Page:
It's a mistake to underestimate the power of organic discovery. A mistake Scopely hasn't made in this case.

Scopely, the publisher of Monopoly GO, has been in the news recently for being acquired for what feels like an astronomical figure. I don't think that is why Monopoly GO is successful - the brand is plenty on its own.

Grow Smarter, with Data.

The Best tools for ASO, App Intelligence, and Analytics.

4. Here's Why Reddit Just Hit its Biggest Day of Revenue!

I have a set of alerts saved in Explorer so I know when big things happen in the App Store, and this week, the alert was pointing at Reddit's revenue, which grew to its highest ever on the App Store last week.

Can you guess why?

Hint - It's not because they're following Twitter's lead and going to charge for API access...

Let's start with the numbers.

Reddit's daily average net revenue from the App Store, according to our estimates, is $10K. And that's net, meaning after Apple takes its cut.

On Tuesday, net revenue on the App Store grew to $560K, according to our estimates. Just that one day! It didn't stick and dropped fairly quickly to $25K after a week, indicating this was a temporary event and not a shift.

In that week, however, Reddit's iOS app brought in $1.3M of net revenue, according to our estimates. That's about a quarter of Reddit's entire 2022 revenue from the App Store. And again, that's net, meaning that's what Reddit is keeping after giving Apple more than $550K.

You're probably curious, what's the event?

Reddit released a new batch of Collectible Avatar NFTs.

Last year, Reddit got into the NFT game by letting artists sell their NFTs through Reddit. The first batches were fairly small both in terms of artists and NFTs, and sold out instantly netting Reddit new revenue highs.

Last week, Reddit rolled out the third batch with more NFTs from more artists, leading to Reddit's new best day of revenue ever.

The limited aspect of NFTs made them extra hot in 2021 and to some extent 2022 but that excitement seemed to have died out since. Until now!

Can NFTs become hot again? Is this the catalyst?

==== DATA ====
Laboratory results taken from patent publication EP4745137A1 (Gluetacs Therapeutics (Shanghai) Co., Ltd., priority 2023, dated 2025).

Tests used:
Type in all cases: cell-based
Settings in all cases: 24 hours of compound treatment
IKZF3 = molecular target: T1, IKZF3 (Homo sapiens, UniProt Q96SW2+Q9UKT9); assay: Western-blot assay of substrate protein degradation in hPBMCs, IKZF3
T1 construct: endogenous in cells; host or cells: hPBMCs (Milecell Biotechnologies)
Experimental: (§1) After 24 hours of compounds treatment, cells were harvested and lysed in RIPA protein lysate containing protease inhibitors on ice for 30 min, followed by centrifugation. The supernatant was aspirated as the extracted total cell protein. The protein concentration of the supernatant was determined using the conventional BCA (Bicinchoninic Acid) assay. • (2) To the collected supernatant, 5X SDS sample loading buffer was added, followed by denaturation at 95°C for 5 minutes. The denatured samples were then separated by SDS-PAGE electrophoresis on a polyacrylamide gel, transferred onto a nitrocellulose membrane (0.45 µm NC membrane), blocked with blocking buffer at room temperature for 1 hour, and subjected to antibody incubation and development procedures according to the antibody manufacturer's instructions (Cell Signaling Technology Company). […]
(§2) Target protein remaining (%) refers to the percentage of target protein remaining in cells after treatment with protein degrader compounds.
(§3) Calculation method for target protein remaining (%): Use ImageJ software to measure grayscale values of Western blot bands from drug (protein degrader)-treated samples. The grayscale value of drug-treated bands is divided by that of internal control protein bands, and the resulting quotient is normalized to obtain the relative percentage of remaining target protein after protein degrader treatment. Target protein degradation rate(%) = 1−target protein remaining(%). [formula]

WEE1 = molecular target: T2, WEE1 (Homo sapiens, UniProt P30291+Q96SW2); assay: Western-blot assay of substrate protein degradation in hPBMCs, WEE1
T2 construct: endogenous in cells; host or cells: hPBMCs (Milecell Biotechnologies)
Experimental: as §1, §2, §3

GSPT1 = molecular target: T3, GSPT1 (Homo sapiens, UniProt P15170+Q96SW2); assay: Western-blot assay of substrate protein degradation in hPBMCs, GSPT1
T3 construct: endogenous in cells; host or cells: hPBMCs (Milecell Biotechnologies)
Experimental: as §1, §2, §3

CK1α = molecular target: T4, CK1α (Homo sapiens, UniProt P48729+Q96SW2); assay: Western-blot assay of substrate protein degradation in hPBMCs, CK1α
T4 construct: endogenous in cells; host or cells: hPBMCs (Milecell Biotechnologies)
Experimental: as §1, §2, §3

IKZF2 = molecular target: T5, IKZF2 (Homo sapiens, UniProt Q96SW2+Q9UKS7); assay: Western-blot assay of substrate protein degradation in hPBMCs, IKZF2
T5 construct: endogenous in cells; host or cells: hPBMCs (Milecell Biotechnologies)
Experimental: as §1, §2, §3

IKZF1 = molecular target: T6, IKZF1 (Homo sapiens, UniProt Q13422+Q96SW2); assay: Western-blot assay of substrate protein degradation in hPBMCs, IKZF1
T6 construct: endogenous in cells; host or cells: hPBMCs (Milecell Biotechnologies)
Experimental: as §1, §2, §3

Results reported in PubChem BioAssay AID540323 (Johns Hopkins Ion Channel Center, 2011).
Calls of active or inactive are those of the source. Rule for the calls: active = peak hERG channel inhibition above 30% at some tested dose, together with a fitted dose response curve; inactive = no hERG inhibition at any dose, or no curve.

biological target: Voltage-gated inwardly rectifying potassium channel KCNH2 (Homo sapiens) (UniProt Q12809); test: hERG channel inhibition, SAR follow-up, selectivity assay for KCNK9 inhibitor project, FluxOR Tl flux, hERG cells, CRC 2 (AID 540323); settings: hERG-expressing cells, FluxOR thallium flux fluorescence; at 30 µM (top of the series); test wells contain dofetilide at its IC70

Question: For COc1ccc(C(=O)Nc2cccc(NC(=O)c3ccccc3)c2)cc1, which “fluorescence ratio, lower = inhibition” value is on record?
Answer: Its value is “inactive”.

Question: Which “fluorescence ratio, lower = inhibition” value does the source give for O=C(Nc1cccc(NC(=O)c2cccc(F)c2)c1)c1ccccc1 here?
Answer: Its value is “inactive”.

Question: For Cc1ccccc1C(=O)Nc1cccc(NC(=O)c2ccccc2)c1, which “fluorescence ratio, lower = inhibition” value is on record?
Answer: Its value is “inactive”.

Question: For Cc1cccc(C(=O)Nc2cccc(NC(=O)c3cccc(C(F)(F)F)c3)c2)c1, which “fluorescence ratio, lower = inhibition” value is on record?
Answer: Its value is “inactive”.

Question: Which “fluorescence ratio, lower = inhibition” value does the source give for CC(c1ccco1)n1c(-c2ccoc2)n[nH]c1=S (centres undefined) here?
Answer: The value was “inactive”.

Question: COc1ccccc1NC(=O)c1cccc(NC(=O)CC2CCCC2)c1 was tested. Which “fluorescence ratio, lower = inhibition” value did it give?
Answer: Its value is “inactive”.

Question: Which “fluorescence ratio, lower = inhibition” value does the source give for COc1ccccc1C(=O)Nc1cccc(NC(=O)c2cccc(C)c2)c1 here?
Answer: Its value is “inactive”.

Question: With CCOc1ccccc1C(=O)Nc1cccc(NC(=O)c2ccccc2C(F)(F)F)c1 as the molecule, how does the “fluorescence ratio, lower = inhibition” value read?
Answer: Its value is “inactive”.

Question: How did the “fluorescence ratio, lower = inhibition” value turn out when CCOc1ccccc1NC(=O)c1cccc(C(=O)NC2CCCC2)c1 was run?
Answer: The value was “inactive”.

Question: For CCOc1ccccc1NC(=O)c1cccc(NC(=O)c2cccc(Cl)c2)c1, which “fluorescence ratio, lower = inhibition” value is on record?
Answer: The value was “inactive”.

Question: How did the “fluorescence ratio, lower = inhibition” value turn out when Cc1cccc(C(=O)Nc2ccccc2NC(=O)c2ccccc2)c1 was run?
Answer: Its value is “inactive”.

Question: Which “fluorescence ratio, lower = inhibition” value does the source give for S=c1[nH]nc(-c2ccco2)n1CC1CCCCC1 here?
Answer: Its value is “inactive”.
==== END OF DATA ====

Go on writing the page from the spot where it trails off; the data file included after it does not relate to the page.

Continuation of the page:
I don't really know, but it does look like more supply = more demand, so maybe.

5. Dairy Queen's Current Promotion Nets Massive Results

A few weeks ago I looked at a new campaign Dairy Queen announced, which in my mind, marks the beginning of free-food-for-downloads season. At that time the promotion hasn't started and downloads were already growing.

Now that the campaign is almost over, I was curious to see if the rush after the announcement was it or if there's more.

There's more. Much more!

DQ gets about 6K downloads per day on average. After announcing the campaign, which drops the price of its Blizzard to 85 cents for its birthday when ordered through its mobile app, downloads grew nearly 10x. And that's before the promotion even started!

That initial wave was just the beginning. When the promotion actually started, in April, downloads grew beyond the 150K mark, peaking last Wednesday at 174K. That's in just one day. And they stayed around this level for the rest of the week.

In total, since the announcement, Dairy Queen's app was downloaded a total of 2.2M times from the App Store and Google Play according to our App Intelligence. That's almost the same as all of the downloads in 2022 combined!

If each download equals a discount, at an average cost of $6 per blizzard, we can estimate that DQ is spending more than $100M on user acquisition with this campaign.

The real total is much lower because they don't pay retail, but that's still a pretty big investment. The key, now that they have the downloads, is to engage.

I expect many more promotions like this one to happen this summer.

Oh, if you're a fan of ice cream (like me) and live by a Dairy Queen (unlike me), don't forget to download the app. The promotion ends this weekend.

App Intelligence for Everyone!

The insights in this report come right out of our App Intelligence platform, which offers access to download and revenue estimates, installed SDKs, and more! Learn more about the tools or schedule a demo with our team to get started.

Are you a Journalist? You can get access to our app and market intelligence for free through the Appfigures for Journalists program. Contact us for more details.

All figures included in this report are estimated. Unless specified otherwise, estimated revenue is always net, meaning it's the amount the developer earned after Apple and Google took their fee.

Related Resources

This Week in Apps - Trend Busting
This Week in Apps
This Week in Apps - Trend Busting

#212 - A simple app that makes a million bucks a month, ChatGPT's biggest month, Strava's quiet but massive growth, and more.

This Week in Apps - Sherlocked!
This Week in Apps
This Week in Apps - Sherlocked!

#211 - iOS 18 sherlocks $400M by making these apps unnecessary, BeReal's exit, the new walkie-talkie sensation, and the most popular games in the world in May.